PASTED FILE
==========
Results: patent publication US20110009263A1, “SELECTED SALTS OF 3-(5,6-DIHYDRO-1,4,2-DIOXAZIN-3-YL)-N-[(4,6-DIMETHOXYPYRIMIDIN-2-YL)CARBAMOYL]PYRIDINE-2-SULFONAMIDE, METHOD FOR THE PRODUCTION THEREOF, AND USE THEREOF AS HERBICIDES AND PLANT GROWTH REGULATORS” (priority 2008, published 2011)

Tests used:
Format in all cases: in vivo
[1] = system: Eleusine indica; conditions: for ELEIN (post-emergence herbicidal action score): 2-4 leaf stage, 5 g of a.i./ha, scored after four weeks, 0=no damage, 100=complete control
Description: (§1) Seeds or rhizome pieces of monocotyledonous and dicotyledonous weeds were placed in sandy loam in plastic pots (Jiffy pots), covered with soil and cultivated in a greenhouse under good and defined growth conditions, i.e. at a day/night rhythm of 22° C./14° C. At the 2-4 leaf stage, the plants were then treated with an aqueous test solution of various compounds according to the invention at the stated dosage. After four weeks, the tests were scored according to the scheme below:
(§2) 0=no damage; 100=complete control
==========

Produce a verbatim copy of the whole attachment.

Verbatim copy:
Results: patent publication US20110009263A1, “SELECTED SALTS OF 3-(5,6-DIHYDRO-1,4,2-DIOXAZIN-3-YL)-N-[(4,6-DIMETHOXYPYRIMIDIN-2-YL)CARBAMOYL]PYRIDINE-2-SULFONAMIDE, METHOD FOR THE PRODUCTION THEREOF, AND USE THEREOF AS HERBICIDES AND PLANT GROWTH REGULATORS” (priority 2008, published 2011)

Tests used:
Format in all cases: in vivo
[1] = system: Eleusine indica; conditions: for ELEIN (post-emergence herbicidal action score): 2-4 leaf stage, 5 g of a.i./ha, scored after four weeks, 0=no damage, 100=complete control
Description: (§1) Seeds or rhizome pieces of monocotyledonous and dicotyledonous weeds were placed in sandy loam in plastic pots (Jiffy pots), covered with soil and cultivated in a greenhouse under good and defined growth conditions, i.e. at a day/night rhythm of 22° C./14° C. At the 2-4 leaf stage, the plants were then treated with an aqueous test solution of various compounds according to the invention at the stated dosage. After four weeks, the tests were scored according to the scheme below:
(§2) 0=no damage; 100=complete control